10. The name "Blood" started in prison.
Not totally surprising, but that moniker - "What's up, Blood?" - soon became a way of making known one's belonging to the tribe.

11. ComedianPaul Rodriguez is way more gangster than we ever knew.
Serving as a proxy for the Latino gangs that have long been prominent in Compton, the Beverly Hills Chihuahua star explained that he was close to being a leader in a gang — having been forced, essentially, to join or risk going unprotected in day-to-day life. He wouldn't say on camera whether he's killed anyone, but acknowledged getting retribution against rival gang members in a way that felt kinda scary.

12.The drugs situation got BAD.
You knew this, but it was still mind-blowing to hear officers detail how Crips would sell "water" in a park, which was really PCP. In time, officers started seeing little white pebbles on the ground - rocks they later learned were nicknamed crack. Crack spread to the entire city: 12-year-olds were selling cocaine and since cops couldn't arrest them, they'd call their parents, and the kids could be back on the street selling crack within hours. Pro athletes, teachers, all kinds of "good," hardworking people got caught up in it, to the point where nearly every resident had someone in his or her family hooked on crack. Crazy.

13. Black-ish's Anthony Anderson grew up in Compton.
From 1979 to 1995. He recalls seeing yellow tape over chalk outlines, learning friends he was supposed to play basketball with were dead, and having friends he'd known since kindergarten pull guns on him. Which means his character on Black-ish — ad exec Andre, who moved up to the suburbs after growing up in the hood — isn't an exaggeration at all.

14.Venus and Serena Williams' dad moved the tennis phenoms IN to Compton right when things were getting bad - on purpose.
Eccentric wouldn't be an inaccurate way to describe Venus and Serena's dad, Richard Williams, who in 1983 moved his daughters into Compton because he thought the tough environment would be good for them. His logic is sound, albeit risky enough to sound insane--especially as we take in the sight of one of them holding a racquet in front of a home scrawled with graffiti. Of course, his gamble paid off, revealing him to be a visionary with an astounding sense of singular purpose and discipline.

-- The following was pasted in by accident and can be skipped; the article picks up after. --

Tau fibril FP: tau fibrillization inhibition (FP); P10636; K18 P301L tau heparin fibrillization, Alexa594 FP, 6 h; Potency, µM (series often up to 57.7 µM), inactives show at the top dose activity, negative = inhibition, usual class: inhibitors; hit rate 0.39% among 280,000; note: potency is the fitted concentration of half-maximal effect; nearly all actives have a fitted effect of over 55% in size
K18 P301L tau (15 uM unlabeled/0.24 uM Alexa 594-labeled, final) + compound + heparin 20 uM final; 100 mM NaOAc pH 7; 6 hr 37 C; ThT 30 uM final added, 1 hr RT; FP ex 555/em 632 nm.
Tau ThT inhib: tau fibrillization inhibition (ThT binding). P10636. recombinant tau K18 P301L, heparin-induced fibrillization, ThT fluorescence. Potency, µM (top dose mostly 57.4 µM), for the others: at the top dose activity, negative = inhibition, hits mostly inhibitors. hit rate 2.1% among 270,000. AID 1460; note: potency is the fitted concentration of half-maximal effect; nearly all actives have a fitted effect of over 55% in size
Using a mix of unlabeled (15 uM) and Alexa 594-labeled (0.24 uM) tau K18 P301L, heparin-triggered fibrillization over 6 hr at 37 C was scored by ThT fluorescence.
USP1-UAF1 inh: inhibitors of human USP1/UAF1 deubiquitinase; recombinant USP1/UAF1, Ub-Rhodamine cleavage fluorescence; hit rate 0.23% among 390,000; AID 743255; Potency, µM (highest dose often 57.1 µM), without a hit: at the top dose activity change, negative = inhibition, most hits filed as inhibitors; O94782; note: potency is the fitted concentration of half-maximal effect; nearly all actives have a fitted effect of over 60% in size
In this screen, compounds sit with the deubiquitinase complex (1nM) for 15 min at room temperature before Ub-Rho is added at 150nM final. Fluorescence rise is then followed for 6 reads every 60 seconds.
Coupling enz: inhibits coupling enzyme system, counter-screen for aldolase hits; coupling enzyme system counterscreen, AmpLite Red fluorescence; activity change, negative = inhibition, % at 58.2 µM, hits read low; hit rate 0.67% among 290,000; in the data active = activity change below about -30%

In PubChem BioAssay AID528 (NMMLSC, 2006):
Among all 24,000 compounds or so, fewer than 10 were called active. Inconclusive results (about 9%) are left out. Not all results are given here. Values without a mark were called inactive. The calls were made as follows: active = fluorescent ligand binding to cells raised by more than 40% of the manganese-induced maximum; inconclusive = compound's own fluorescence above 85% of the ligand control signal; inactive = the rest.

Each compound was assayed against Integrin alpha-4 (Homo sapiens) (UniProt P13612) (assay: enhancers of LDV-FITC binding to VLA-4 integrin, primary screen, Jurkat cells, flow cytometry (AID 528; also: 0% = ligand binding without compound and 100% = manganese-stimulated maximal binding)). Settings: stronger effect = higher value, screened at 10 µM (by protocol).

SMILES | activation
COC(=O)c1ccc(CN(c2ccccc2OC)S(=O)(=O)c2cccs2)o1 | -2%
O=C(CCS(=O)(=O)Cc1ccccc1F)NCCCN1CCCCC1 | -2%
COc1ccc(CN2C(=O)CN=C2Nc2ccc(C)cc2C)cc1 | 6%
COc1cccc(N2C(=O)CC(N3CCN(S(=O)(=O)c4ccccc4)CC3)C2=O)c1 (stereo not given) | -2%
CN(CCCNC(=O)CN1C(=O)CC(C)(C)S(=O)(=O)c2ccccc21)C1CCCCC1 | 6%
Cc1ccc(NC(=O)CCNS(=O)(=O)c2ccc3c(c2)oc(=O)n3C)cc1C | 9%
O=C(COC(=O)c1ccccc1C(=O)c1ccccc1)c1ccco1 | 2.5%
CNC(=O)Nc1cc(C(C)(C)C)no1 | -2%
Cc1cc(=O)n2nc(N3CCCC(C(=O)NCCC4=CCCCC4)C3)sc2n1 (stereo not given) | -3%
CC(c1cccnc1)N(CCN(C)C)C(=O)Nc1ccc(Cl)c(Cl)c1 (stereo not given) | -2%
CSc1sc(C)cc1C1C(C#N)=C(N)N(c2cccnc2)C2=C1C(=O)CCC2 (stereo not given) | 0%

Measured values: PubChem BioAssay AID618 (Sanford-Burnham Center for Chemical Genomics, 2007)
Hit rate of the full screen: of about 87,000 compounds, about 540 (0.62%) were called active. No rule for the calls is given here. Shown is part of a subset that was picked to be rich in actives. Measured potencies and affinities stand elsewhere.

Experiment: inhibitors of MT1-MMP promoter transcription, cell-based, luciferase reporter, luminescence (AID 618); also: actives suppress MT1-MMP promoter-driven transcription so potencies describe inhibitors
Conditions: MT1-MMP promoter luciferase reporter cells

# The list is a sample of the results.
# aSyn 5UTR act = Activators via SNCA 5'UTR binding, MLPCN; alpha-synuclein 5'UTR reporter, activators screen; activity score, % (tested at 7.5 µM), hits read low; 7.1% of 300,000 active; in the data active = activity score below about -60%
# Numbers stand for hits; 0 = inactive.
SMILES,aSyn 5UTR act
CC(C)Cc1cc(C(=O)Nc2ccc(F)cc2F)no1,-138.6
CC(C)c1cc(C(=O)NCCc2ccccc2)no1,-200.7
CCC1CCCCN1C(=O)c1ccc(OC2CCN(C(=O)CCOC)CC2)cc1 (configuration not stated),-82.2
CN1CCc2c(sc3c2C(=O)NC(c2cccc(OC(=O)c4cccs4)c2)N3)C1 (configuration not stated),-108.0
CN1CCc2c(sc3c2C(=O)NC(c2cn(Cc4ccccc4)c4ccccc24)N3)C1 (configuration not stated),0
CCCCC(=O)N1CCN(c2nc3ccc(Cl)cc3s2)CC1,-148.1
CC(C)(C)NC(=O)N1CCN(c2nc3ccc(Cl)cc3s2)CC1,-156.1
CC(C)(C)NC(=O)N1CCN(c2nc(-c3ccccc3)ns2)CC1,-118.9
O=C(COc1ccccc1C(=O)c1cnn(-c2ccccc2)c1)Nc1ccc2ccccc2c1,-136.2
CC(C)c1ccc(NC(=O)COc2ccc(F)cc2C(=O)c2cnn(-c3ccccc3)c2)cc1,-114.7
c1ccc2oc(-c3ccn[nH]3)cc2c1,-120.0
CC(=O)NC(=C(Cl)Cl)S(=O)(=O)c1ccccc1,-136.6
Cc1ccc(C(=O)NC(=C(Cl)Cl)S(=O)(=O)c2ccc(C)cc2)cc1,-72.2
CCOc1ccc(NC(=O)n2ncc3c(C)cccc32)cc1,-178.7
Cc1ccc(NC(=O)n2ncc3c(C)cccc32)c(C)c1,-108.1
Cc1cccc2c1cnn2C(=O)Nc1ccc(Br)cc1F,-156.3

15. Councilwoman Patricia Moore got dilapidated tennis courts fixed up so Venus and Serena could practice.
Because one person believed in the Williams sisters they are now... The Williams Sisters. Crying yet?

16. N.W.A, which includes now-household names Dr. Dre and Ice Cube, got its start at a Compton club, playing dance music.
You knew this if you saw the biopic Straight Outta Compton, but it was still neat to see in documentary style.

17. The Game, who narrates the series, grew up in a fairly solid middle class home - until his uncle's murder made everything come undone.
Whether you're a fan of rapper The Game or never heard of him, it's hard not to be moved by his explanation of what happened after his uncle was murdered. Game is shockingly sensitive and vulnerable in telling the story of how his uncle, his hero, was murdered when Game was a smiling, innocent first grader. Game's father explains how his brother's death sparked a cycle of depression and drugs that tore the family apart, and it's not just sad but staggering when you consider that many more hard-working, low-income and middle class families had very similar stories. Yet knowing that Game, like the Williams sisters, Anthony Anderson, Kendrick Lamar and others used grit and talent to make it out is awe-inspiring and a testament to the human spirit.

Streets of Compton airs Thursday, June 9 beginning at 9/8c (Parts 1 and 2) and Thursday, June 16 at 10/9c (Part 3) on A&E.